When I was growing up my Heroes were Elvis, Willie Mays, Kenny Stabler, Bobby Kennedy, Juan Marichal, Mike Smith (Dave Clark Five), Jimi Hendrix, and lastly Rick Derringer.

Willie was every kid’s Hero if they played Baseball.  The others, besides Elvis, Stabler, Kennedy and Jimi might be a bit obscure.  But that’s not the point.  My point is, having Heroes is not necessarily a good thing.  Joe Montana doesn’t want you running up to him on the street, or interrupting him at dinner for an autograph.  Sure, he won’t say no, but just think how rude it is.  In fact I would say don’t have Heroes because more than likely they’re not Heroes, they’re Idols.


Audie Murphy WWII Hero

True Heroes do things that do not make sense under normal circumstances.  The Firemen who raced into the Twin Towers to bring as many people out, those are Heroes. True heroes are servants.  True Heroes are people like the late Audie Murphy.  If you get a chance watch his Movie “Red Badge of Courage”. It tells the story of how a small soldier took it upon himself to rush the enemy and in doing so, he neutralized 3 Nazi Machine Gun nests.  When asked why he did it, he responded like most Heroes: “They were killing my friends.  I had to stop them”.  That’s a HERO.


Sergeant Alvin York WWI Hero

Alvin York also known as “Sergeant York” was the WWI American that captured a whole squad of the Enemy and marched them back to his lines single handedly.  Again, York, who tried to get out of the draft because he was an “Objector” and found it against his Christian beliefs to kill.  When he was awarded the the Congressional Medal of Honor he was ask how an objector could be a war hero.  Again he responded: “They were killing us and I had to do something”.  Most true Heroes are “Reluctant Heroes”.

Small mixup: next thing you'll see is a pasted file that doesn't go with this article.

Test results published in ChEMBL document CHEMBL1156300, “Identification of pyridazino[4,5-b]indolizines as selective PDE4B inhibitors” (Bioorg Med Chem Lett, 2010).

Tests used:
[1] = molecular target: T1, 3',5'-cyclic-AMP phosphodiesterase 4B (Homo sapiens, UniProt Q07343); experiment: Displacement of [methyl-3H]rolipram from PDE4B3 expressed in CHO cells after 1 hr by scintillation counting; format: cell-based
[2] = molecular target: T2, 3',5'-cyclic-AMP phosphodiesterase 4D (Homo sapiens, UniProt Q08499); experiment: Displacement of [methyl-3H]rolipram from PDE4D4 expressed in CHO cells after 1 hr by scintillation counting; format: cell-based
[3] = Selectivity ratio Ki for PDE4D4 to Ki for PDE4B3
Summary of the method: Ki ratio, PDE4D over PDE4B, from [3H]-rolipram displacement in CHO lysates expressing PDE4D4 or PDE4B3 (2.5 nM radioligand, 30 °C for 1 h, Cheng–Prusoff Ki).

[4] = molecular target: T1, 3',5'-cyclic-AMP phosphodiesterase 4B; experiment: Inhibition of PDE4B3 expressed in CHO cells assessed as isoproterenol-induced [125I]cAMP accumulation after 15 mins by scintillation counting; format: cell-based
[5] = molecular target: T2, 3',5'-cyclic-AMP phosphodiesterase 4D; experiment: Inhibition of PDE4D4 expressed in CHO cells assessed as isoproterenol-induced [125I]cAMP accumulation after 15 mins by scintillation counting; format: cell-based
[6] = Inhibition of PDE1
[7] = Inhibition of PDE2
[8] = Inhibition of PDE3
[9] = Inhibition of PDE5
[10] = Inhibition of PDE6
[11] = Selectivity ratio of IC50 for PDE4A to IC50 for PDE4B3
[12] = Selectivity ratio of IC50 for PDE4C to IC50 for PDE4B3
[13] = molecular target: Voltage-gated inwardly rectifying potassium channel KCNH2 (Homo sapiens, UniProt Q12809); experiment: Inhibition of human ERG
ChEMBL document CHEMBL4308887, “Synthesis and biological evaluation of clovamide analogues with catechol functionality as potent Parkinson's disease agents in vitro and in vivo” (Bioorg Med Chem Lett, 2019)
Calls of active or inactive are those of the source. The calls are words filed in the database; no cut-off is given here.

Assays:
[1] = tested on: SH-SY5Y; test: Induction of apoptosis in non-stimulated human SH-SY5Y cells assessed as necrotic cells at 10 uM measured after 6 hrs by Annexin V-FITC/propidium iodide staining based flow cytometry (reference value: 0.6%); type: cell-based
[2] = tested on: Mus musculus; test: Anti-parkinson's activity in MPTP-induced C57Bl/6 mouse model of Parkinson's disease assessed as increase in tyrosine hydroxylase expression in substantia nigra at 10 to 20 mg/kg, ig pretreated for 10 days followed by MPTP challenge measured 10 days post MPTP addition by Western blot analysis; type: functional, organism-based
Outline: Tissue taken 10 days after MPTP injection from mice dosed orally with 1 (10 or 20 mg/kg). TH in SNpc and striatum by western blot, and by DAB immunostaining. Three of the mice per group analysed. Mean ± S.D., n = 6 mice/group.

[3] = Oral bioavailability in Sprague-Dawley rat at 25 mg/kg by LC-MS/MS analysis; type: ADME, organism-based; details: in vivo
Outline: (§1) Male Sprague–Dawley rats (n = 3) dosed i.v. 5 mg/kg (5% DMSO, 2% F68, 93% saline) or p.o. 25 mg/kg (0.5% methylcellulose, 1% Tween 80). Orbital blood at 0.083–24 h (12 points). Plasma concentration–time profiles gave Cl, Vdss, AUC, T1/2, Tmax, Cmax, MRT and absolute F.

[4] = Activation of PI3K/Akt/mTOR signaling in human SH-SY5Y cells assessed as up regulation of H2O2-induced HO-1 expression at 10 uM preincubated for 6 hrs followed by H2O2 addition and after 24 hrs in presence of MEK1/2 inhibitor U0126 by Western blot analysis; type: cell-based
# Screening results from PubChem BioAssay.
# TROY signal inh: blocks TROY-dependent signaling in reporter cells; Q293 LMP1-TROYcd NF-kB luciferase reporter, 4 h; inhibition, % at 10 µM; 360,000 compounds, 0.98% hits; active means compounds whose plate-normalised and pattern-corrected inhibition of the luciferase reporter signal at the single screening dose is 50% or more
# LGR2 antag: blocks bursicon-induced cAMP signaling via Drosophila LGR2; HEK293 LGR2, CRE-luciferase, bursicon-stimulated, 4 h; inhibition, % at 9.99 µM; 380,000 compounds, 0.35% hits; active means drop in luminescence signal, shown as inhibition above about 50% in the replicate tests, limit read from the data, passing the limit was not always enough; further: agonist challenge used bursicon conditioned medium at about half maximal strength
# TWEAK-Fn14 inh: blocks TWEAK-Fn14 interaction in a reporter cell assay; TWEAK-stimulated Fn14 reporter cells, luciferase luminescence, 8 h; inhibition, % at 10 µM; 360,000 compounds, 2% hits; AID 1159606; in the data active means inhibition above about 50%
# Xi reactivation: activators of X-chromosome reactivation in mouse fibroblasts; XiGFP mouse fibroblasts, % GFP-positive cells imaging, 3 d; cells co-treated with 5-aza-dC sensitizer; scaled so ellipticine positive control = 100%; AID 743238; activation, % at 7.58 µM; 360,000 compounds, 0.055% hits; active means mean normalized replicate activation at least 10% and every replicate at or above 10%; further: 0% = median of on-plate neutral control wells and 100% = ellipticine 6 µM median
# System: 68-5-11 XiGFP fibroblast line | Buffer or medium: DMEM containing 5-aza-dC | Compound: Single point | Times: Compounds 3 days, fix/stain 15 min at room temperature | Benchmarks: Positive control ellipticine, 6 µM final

Role models are another thing.  In music, if you’re a serious player, you have admiration for many professional players.  When you become a professional, you can hear the influences of your role models.  But Heroes? No.  I’ve had the fortune and misfortune of meeting many of my Hero/role models.  Many I was able to talk to as one musician to another.  Some acted like it was an honor for me to be in the same room with them. (Did I say that right)?  I don’t want to drop names, but I will say that Neil Young, Edgar Winter and in spite of  what a grouchy old bastard he comes across to the press; Dick Dale (The King of Surf Guitar) is one of the nicest mentors I’ve ever met.

I guess what I’m trying to say is: “Don’t put Hero status on anyone”.  Like I said above, most true Heroes are reluctant Heroes, they just know what has to be done and they do it out of courage and/or compassion.  Most Heroes don’t enjoy being Heroes.  The father that stays in a miserable marriage for the “Sake of the Kids”, I consider a hero.  Especially if he gives up a better woman and perhaps a better paying job.

Idols, on the other hand, are merely a disappointment waiting to happen.  I don’t know how many times Willie Mays struck out with the bases loaded. Jimi Hendrix gave me the foundation for most of my solos, but a hero?  No, he died choking on his own vomit.  Kenny Stabler?  He was quoted in 1977 as saying he beat Fran Tarkenton and the Vikings in the Super Bowl with a Hangover.

How come Barry Bonds, Mark McGwire and Sammy are still not in the Hall of fame?  They were Baseball fans’ biggest heroes.  If not for that damn HGH.  They weren’t heroes, they were biologically engineered freaks.  Even without the steroid scandals, they were merely entertainers.

Hero worship is Idolatry.  It’s not good for you and it is not fair to the person you are calling a Hero.  Sure it may be flattering to “Your Hero” at first, but once you realize they’re just flesh and blood humans that are unable to walk on water, they become just another person who will die someday.  I’m sorry to ruin your fantasies.

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